The first objective of this dissertation aims at understanding existential dualism within the comparative frame of ‘Dualism’ through the explication of the key concepts- ‘Being-in-the-World’, ‘Being-in-Itself’, ‘Being-for-Itself’ and ‘Being-for-Others’ – in their selected fictional works in order to understand the diverging and converging aspects of the concepts of the two writers. At the second level of comparison, i.e. ‘Individuality’, concepts namely ‘Freewill’ and ‘Freedom’ will be analysed with cross-reference of the works of the two writers. Similarly, the concepts namely, alienation, isolation, absurdity and meaninglessness/meaning will be dealt within the last comparative frame of ‘Meaning of Existence’. The last and most important objective is to see the diverging and converging points in the existential philosophies of Jean-Paul Sartre and Albert Camus.
In this research, both primary and secondary sources will be consulted for an in depth critical analysis of the Sartrean idea of ‘Being’ and the explication of Jean-Paul Sartre and Albert Camus’ key concepts.Through the cross-examination of the selected fictional works, the dissertation intends to find the answers for few research questions, with the course of the completion of this dissertation. Firstly, the research will inquire how the idea of Jean-Paul Sartre and Albert Camus’ key concepts developed with Existential Dualism. Secondly, the research will examine how individuality and authenticity of an individual can be studied through Jean-Paul Sartre and Albert Camus’ concept of Freewill and Freedom within the fictional framework. Thirdly, the main focus of the research is to explore the existence and meaning of an individual’s life in an absurd, irrational and meaningless universe through the issues of Alienation and Isolation within the selected fictional framework. Lastly, it will attempt to see if the philosophical perspectives of Jean-Paul Sartre and Albert Camus converge or diverge or both.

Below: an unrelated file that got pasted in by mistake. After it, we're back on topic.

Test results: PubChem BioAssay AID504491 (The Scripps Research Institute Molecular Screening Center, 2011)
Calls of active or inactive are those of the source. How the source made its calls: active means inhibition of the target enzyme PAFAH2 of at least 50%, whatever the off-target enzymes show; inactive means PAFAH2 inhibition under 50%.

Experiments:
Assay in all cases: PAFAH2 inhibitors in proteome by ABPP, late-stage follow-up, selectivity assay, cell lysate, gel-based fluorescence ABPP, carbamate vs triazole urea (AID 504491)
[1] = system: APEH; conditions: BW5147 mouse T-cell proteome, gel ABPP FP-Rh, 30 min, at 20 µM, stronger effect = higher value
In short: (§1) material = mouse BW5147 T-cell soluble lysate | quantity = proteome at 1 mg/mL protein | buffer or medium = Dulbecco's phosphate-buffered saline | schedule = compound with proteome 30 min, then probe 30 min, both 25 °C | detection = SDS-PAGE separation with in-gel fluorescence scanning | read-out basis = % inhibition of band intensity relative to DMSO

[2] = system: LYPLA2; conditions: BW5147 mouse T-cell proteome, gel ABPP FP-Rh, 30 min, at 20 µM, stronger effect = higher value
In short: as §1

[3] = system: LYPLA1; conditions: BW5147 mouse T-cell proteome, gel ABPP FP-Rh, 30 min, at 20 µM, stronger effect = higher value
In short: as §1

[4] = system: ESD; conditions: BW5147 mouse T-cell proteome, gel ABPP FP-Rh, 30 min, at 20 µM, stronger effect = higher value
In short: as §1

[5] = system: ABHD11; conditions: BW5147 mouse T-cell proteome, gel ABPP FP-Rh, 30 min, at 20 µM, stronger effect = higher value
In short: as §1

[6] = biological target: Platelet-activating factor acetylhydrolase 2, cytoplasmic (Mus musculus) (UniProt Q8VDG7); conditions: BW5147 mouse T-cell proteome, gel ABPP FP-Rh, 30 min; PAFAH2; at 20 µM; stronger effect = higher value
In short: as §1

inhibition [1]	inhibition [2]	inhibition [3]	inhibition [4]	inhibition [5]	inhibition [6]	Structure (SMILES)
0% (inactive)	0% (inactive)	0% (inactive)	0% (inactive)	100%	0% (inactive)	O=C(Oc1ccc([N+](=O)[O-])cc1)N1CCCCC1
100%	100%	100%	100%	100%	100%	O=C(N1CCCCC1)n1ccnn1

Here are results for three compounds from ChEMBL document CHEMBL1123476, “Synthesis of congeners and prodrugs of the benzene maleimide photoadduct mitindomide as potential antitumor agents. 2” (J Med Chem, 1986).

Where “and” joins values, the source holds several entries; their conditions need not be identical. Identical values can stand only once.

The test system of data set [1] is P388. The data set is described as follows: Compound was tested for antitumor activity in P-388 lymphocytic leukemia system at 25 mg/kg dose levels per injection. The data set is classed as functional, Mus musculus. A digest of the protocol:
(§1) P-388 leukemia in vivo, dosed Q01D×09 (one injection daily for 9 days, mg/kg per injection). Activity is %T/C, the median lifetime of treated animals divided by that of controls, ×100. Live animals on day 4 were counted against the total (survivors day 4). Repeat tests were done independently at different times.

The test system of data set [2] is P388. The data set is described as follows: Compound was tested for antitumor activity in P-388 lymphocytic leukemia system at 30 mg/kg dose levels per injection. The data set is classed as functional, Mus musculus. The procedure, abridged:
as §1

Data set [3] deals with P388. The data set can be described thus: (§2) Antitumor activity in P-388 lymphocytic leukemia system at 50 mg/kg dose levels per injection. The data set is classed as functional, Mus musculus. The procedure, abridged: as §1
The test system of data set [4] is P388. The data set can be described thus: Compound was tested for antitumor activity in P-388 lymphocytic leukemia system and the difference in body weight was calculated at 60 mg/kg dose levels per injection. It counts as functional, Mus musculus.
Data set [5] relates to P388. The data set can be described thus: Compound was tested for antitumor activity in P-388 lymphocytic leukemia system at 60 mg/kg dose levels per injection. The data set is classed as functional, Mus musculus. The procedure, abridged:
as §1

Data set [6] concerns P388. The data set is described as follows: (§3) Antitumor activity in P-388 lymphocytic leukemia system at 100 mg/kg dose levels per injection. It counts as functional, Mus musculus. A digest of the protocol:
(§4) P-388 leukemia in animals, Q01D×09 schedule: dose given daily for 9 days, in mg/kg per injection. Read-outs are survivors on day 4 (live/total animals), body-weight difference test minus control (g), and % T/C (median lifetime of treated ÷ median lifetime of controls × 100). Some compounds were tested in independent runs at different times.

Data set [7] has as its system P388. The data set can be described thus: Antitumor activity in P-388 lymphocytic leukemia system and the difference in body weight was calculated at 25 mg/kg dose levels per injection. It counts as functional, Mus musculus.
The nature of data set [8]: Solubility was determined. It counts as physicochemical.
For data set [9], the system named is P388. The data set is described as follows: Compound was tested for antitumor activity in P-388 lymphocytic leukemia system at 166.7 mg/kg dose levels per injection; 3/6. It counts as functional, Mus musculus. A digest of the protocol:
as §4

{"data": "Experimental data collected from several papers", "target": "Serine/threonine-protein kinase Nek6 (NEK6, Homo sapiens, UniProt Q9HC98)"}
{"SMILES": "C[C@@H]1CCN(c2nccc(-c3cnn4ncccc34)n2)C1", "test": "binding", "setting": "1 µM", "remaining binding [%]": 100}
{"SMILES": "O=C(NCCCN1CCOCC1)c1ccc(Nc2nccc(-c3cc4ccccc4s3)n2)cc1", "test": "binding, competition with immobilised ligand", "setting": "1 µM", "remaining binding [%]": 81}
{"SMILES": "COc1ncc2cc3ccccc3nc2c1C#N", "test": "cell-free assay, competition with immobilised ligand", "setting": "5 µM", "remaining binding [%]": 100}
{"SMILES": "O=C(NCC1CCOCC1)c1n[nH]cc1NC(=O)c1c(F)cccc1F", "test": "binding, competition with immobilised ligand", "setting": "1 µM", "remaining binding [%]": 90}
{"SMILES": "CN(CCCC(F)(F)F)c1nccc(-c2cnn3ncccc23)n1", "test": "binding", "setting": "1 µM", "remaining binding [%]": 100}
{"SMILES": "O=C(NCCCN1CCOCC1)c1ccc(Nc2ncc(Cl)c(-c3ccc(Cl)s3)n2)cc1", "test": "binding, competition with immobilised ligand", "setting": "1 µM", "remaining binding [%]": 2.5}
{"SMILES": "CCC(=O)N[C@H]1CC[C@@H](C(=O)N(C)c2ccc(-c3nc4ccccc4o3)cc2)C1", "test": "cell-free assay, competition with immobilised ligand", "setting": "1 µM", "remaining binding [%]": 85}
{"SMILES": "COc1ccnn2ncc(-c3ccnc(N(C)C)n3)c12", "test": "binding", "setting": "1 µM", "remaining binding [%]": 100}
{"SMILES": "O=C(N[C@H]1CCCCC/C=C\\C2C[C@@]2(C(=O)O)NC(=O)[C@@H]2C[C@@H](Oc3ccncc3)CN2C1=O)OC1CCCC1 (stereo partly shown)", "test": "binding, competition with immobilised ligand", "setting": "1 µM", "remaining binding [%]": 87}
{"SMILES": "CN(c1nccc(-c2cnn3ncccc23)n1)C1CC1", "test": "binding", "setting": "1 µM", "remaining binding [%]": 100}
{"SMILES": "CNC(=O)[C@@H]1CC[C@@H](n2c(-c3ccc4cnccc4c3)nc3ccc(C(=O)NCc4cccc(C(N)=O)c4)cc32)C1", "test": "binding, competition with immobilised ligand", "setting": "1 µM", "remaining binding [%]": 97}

To understand Jean-Paul Sartre and Albert Camus’ stand on Existential Dualism and their way of dealing with being and nothingness, to find the purpose of an individual’s meaningless existence in an absurd, irrational world through their selected fictional works, the dissertation will entail five chapters. The first chapter will provide of existentialism. Second, it will provide the answer to the question of Dualism in Jean-Paul Sartre and Albert Camus through their concepts of ‘Being-in-the-world’, ‘Being-for-itself’, Being-in-itself’, ‘Being-for-others’, ‘Bad-Faith’ and ‘Pure-Being-there’. It will give a conceptual insight into Existential Dualism.
Third, it will be a study of Individuality in Jean-Paul Sartre and Camus’ selected fictional works through the themes of ‘Freedom’ and ‘Freewill’. Fourth, the meaning and essence of life and what comes before, will be explored through ‘Alienation’, ‘Isolation’, ‘Absurdity’ and ‘Meaning/Meaninglessness’. And in the final chapter, the major conclusion hoped to get out of this comparative framework is the diverging and converging points in the concepts and perspectives of Jean-Paul Sartre and Albert Camus, through the in-depth study of their selected fictional works.